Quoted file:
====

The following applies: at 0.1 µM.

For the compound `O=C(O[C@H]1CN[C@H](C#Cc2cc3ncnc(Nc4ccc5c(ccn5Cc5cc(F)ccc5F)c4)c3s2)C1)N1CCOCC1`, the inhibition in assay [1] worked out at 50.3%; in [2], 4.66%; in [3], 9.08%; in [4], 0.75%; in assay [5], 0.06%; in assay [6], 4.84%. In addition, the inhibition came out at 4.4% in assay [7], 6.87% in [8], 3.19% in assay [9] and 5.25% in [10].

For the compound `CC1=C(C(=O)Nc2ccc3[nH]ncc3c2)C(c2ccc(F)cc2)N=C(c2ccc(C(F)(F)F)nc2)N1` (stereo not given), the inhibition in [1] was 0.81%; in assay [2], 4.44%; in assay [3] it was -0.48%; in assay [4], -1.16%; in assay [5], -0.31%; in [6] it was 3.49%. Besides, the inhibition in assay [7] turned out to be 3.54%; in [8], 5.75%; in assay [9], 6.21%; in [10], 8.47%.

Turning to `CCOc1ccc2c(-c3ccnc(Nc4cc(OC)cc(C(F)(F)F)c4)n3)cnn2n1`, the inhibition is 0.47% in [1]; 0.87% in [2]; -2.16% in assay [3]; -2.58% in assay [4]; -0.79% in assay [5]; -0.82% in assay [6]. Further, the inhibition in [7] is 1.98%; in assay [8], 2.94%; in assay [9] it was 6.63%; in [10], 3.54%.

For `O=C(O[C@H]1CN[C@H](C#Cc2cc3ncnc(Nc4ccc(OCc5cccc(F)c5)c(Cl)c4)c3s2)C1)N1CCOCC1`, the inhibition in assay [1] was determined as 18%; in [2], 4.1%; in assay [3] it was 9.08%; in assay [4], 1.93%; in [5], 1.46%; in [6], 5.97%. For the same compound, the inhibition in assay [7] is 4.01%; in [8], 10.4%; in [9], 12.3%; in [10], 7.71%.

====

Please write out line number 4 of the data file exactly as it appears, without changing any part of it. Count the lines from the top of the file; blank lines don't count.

Turning to `CCOc1ccc2c(-c3ccnc(Nc4cc(OC)cc(C(F)(F)F)c4)n3)cnn2n1`, the inhibition is 0.47% in [1]; 0.87% in [2]; -2.16% in assay [3]; -2.58% in assay [4]; -0.79% in assay [5]; -0.82% in assay [6]. Further, the inhibition in [7] is 1.98%; in assay [8], 2.94%; in assay [9] it was 6.63%; in [10], 3.54%.